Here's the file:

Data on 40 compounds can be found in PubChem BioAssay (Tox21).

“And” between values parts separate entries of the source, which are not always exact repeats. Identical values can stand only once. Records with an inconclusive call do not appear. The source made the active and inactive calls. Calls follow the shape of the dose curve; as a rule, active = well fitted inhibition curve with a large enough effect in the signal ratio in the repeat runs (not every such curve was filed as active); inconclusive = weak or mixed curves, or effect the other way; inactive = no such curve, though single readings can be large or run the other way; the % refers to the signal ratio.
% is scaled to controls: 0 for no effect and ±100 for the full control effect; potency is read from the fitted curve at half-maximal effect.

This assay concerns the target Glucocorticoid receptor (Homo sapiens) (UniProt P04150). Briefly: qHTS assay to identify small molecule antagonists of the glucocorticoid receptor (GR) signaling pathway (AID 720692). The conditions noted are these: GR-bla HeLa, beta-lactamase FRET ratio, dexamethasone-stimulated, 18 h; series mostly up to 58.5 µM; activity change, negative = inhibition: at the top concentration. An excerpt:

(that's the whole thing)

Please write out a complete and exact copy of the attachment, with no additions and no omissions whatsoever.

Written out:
Data on 40 compounds can be found in PubChem BioAssay (Tox21).

“And” between values parts separate entries of the source, which are not always exact repeats. Identical values can stand only once. Records with an inconclusive call do not appear. The source made the active and inactive calls. Calls follow the shape of the dose curve; as a rule, active = well fitted inhibition curve with a large enough effect in the signal ratio in the repeat runs (not every such curve was filed as active); inconclusive = weak or mixed curves, or effect the other way; inactive = no such curve, though single readings can be large or run the other way; the % refers to the signal ratio.
% is scaled to controls: 0 for no effect and ±100 for the full control effect; potency is read from the fitted curve at half-maximal effect.

This assay concerns the target Glucocorticoid receptor (Homo sapiens) (UniProt P04150). Briefly: qHTS assay to identify small molecule antagonists of the glucocorticoid receptor (GR) signaling pathway (AID 720692). The conditions noted are these: GR-bla HeLa, beta-lactamase FRET ratio, dexamethasone-stimulated, 18 h; series mostly up to 58.5 µM; activity change, negative = inhibition: at the top concentration. An excerpt: